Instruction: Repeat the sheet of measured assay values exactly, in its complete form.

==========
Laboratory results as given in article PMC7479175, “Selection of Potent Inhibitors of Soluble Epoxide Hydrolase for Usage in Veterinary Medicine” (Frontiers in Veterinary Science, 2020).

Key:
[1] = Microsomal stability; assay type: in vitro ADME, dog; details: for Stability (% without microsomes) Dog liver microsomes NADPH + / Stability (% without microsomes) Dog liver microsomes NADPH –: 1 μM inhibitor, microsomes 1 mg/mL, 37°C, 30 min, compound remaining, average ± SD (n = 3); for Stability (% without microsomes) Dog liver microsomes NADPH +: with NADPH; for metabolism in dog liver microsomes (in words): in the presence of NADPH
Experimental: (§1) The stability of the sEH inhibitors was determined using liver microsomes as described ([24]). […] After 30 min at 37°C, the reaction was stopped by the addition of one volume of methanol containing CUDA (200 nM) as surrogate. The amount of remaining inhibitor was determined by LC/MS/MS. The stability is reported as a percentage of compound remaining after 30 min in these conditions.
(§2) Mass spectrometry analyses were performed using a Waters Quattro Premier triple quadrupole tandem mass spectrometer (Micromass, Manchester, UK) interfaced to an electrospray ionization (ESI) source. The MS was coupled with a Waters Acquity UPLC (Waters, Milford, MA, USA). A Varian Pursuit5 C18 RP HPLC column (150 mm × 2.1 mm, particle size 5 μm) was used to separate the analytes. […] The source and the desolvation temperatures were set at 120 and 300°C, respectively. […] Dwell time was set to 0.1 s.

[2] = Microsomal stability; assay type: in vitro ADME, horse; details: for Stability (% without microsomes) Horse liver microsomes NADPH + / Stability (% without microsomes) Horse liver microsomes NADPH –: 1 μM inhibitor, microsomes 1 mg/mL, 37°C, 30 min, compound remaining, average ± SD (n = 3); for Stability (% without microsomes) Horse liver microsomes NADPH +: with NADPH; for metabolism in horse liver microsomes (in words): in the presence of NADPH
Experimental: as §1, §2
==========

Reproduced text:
Laboratory results as given in article PMC7479175, “Selection of Potent Inhibitors of Soluble Epoxide Hydrolase for Usage in Veterinary Medicine” (Frontiers in Veterinary Science, 2020).

Key:
[1] = Microsomal stability; assay type: in vitro ADME, dog; details: for Stability (% without microsomes) Dog liver microsomes NADPH + / Stability (% without microsomes) Dog liver microsomes NADPH –: 1 μM inhibitor, microsomes 1 mg/mL, 37°C, 30 min, compound remaining, average ± SD (n = 3); for Stability (% without microsomes) Dog liver microsomes NADPH +: with NADPH; for metabolism in dog liver microsomes (in words): in the presence of NADPH
Experimental: (§1) The stability of the sEH inhibitors was determined using liver microsomes as described ([24]). […] After 30 min at 37°C, the reaction was stopped by the addition of one volume of methanol containing CUDA (200 nM) as surrogate. The amount of remaining inhibitor was determined by LC/MS/MS. The stability is reported as a percentage of compound remaining after 30 min in these conditions.
(§2) Mass spectrometry analyses were performed using a Waters Quattro Premier triple quadrupole tandem mass spectrometer (Micromass, Manchester, UK) interfaced to an electrospray ionization (ESI) source. The MS was coupled with a Waters Acquity UPLC (Waters, Milford, MA, USA). A Varian Pursuit5 C18 RP HPLC column (150 mm × 2.1 mm, particle size 5 μm) was used to separate the analytes. […] The source and the desolvation temperatures were set at 120 and 300°C, respectively. […] Dwell time was set to 0.1 s.

[2] = Microsomal stability; assay type: in vitro ADME, horse; details: for Stability (% without microsomes) Horse liver microsomes NADPH + / Stability (% without microsomes) Horse liver microsomes NADPH –: 1 μM inhibitor, microsomes 1 mg/mL, 37°C, 30 min, compound remaining, average ± SD (n = 3); for Stability (% without microsomes) Horse liver microsomes NADPH +: with NADPH; for metabolism in horse liver microsomes (in words): in the presence of NADPH
Experimental: as §1, §2